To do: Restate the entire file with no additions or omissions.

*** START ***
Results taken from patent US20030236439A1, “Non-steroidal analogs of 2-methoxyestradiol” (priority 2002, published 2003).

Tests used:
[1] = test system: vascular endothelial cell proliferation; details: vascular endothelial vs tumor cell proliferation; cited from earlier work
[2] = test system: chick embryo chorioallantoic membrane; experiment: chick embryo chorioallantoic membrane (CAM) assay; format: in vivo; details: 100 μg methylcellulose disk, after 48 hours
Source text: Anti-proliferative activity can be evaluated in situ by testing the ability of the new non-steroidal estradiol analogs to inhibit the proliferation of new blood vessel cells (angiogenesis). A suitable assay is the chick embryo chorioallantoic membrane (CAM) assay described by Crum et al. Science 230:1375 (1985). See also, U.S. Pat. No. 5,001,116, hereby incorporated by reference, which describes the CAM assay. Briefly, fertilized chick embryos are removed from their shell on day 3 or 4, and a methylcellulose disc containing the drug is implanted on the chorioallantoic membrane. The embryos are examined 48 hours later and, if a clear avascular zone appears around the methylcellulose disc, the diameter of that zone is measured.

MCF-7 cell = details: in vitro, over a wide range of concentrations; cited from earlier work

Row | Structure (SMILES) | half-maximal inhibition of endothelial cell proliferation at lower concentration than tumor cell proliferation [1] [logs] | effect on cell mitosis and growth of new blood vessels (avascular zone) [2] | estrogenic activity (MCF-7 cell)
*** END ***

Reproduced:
Results taken from patent US20030236439A1, “Non-steroidal analogs of 2-methoxyestradiol” (priority 2002, published 2003).

Tests used:
[1] = test system: vascular endothelial cell proliferation; details: vascular endothelial vs tumor cell proliferation; cited from earlier work
[2] = test system: chick embryo chorioallantoic membrane; experiment: chick embryo chorioallantoic membrane (CAM) assay; format: in vivo; details: 100 μg methylcellulose disk, after 48 hours
Source text: Anti-proliferative activity can be evaluated in situ by testing the ability of the new non-steroidal estradiol analogs to inhibit the proliferation of new blood vessel cells (angiogenesis). A suitable assay is the chick embryo chorioallantoic membrane (CAM) assay described by Crum et al. Science 230:1375 (1985). See also, U.S. Pat. No. 5,001,116, hereby incorporated by reference, which describes the CAM assay. Briefly, fertilized chick embryos are removed from their shell on day 3 or 4, and a methylcellulose disc containing the drug is implanted on the chorioallantoic membrane. The embryos are examined 48 hours later and, if a clear avascular zone appears around the methylcellulose disc, the diameter of that zone is measured.

MCF-7 cell = details: in vitro, over a wide range of concentrations; cited from earlier work

Row | Structure (SMILES) | half-maximal inhibition of endothelial cell proliferation at lower concentration than tumor cell proliferation [1] [logs] | effect on cell mitosis and growth of new blood vessels (avascular zone) [2] | estrogenic activity (MCF-7 cell)